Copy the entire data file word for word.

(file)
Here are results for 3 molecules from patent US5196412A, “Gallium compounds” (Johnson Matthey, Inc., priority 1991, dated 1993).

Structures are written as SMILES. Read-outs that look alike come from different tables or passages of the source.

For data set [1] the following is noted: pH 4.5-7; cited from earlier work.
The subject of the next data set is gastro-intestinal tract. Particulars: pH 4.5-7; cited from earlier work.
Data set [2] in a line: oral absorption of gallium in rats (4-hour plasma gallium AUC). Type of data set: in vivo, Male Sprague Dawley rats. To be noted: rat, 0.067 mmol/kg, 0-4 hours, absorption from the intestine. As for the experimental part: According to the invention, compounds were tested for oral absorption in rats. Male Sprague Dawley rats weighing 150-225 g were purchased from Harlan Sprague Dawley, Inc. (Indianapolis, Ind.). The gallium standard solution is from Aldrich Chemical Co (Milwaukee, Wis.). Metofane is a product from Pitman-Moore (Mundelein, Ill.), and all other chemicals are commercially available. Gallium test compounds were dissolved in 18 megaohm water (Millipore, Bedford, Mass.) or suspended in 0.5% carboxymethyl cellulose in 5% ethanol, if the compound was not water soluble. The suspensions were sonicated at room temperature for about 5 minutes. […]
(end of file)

Here are results for 3 molecules from patent US5196412A, “Gallium compounds” (Johnson Matthey, Inc., priority 1991, dated 1993).

Structures are written as SMILES. Read-outs that look alike come from different tables or passages of the source.

For data set [1] the following is noted: pH 4.5-7; cited from earlier work.
The subject of the next data set is gastro-intestinal tract. Particulars: pH 4.5-7; cited from earlier work.
Data set [2] in a line: oral absorption of gallium in rats (4-hour plasma gallium AUC). Type of data set: in vivo, Male Sprague Dawley rats. To be noted: rat, 0.067 mmol/kg, 0-4 hours, absorption from the intestine. As for the experimental part: According to the invention, compounds were tested for oral absorption in rats. Male Sprague Dawley rats weighing 150-225 g were purchased from Harlan Sprague Dawley, Inc. (Indianapolis, Ind.). The gallium standard solution is from Aldrich Chemical Co (Milwaukee, Wis.). Metofane is a product from Pitman-Moore (Mundelein, Ill.), and all other chemicals are commercially available. Gallium test compounds were dissolved in 18 megaohm water (Millipore, Bedford, Mass.) or suspended in 0.5% carboxymethyl cellulose in 5% ethanol, if the compound was not water soluble. The suspensions were sonicated at room temperature for about 5 minutes. […]